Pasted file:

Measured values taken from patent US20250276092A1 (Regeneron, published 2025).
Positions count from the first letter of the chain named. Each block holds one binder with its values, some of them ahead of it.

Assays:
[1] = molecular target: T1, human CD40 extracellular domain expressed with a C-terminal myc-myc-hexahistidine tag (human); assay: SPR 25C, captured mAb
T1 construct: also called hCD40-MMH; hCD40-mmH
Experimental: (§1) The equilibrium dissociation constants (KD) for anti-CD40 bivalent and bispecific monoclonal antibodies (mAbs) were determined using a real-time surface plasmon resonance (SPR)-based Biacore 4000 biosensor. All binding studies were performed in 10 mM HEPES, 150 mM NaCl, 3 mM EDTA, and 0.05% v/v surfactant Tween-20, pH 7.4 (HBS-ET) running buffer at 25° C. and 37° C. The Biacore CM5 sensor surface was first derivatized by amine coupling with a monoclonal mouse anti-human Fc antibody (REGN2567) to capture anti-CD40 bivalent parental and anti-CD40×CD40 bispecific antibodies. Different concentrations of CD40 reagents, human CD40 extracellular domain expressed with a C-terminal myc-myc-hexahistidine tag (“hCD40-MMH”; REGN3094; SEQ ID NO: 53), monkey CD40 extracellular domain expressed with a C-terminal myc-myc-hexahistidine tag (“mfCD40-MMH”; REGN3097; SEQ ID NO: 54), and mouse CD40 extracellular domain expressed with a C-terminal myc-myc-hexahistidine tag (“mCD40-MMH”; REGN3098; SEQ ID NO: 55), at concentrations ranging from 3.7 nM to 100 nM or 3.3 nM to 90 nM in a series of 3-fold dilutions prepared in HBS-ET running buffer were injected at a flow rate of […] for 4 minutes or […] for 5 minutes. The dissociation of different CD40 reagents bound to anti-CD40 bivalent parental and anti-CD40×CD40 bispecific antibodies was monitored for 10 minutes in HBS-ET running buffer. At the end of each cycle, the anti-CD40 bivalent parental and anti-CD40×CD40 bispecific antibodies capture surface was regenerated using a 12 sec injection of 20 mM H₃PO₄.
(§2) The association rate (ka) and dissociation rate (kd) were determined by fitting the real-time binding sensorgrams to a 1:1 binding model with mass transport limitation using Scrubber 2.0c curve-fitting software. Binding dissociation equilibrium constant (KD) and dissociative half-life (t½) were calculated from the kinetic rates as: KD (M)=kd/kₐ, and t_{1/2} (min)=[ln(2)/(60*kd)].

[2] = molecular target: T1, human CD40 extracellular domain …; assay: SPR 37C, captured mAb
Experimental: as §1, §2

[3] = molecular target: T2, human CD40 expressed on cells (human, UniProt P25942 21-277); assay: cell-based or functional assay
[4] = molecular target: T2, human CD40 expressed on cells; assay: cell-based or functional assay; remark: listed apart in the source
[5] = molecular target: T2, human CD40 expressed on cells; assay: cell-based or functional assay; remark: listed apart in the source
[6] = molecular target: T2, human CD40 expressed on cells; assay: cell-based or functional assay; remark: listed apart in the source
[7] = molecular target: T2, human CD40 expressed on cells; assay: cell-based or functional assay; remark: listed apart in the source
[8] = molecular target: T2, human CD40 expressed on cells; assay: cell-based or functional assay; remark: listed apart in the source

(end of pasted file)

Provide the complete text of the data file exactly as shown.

Measured values taken from patent US20250276092A1 (Regeneron, published 2025).
Positions count from the first letter of the chain named. Each block holds one binder with its values, some of them ahead of it.

Assays:
[1] = molecular target: T1, human CD40 extracellular domain expressed with a C-terminal myc-myc-hexahistidine tag (human); assay: SPR 25C, captured mAb
T1 construct: also called hCD40-MMH; hCD40-mmH
Experimental: (§1) The equilibrium dissociation constants (KD) for anti-CD40 bivalent and bispecific monoclonal antibodies (mAbs) were determined using a real-time surface plasmon resonance (SPR)-based Biacore 4000 biosensor. All binding studies were performed in 10 mM HEPES, 150 mM NaCl, 3 mM EDTA, and 0.05% v/v surfactant Tween-20, pH 7.4 (HBS-ET) running buffer at 25° C. and 37° C. The Biacore CM5 sensor surface was first derivatized by amine coupling with a monoclonal mouse anti-human Fc antibody (REGN2567) to capture anti-CD40 bivalent parental and anti-CD40×CD40 bispecific antibodies. Different concentrations of CD40 reagents, human CD40 extracellular domain expressed with a C-terminal myc-myc-hexahistidine tag (“hCD40-MMH”; REGN3094; SEQ ID NO: 53), monkey CD40 extracellular domain expressed with a C-terminal myc-myc-hexahistidine tag (“mfCD40-MMH”; REGN3097; SEQ ID NO: 54), and mouse CD40 extracellular domain expressed with a C-terminal myc-myc-hexahistidine tag (“mCD40-MMH”; REGN3098; SEQ ID NO: 55), at concentrations ranging from 3.7 nM to 100 nM or 3.3 nM to 90 nM in a series of 3-fold dilutions prepared in HBS-ET running buffer were injected at a flow rate of […] for 4 minutes or […] for 5 minutes. The dissociation of different CD40 reagents bound to anti-CD40 bivalent parental and anti-CD40×CD40 bispecific antibodies was monitored for 10 minutes in HBS-ET running buffer. At the end of each cycle, the anti-CD40 bivalent parental and anti-CD40×CD40 bispecific antibodies capture surface was regenerated using a 12 sec injection of 20 mM H₃PO₄.
(§2) The association rate (ka) and dissociation rate (kd) were determined by fitting the real-time binding sensorgrams to a 1:1 binding model with mass transport limitation using Scrubber 2.0c curve-fitting software. Binding dissociation equilibrium constant (KD) and dissociative half-life (t½) were calculated from the kinetic rates as: KD (M)=kd/kₐ, and t_{1/2} (min)=[ln(2)/(60*kd)].

[2] = molecular target: T1, human CD40 extracellular domain …; assay: SPR 37C, captured mAb
Experimental: as §1, §2

[3] = molecular target: T2, human CD40 expressed on cells (human, UniProt P25942 21-277); assay: cell-based or functional assay
[4] = molecular target: T2, human CD40 expressed on cells; assay: cell-based or functional assay; remark: listed apart in the source
[5] = molecular target: T2, human CD40 expressed on cells; assay: cell-based or functional assay; remark: listed apart in the source
[6] = molecular target: T2, human CD40 expressed on cells; assay: cell-based or functional assay; remark: listed apart in the source
[7] = molecular target: T2, human CD40 expressed on cells; assay: cell-based or functional assay; remark: listed apart in the source
[8] = molecular target: T2, human CD40 expressed on cells; assay: cell-based or functional assay; remark: listed apart in the source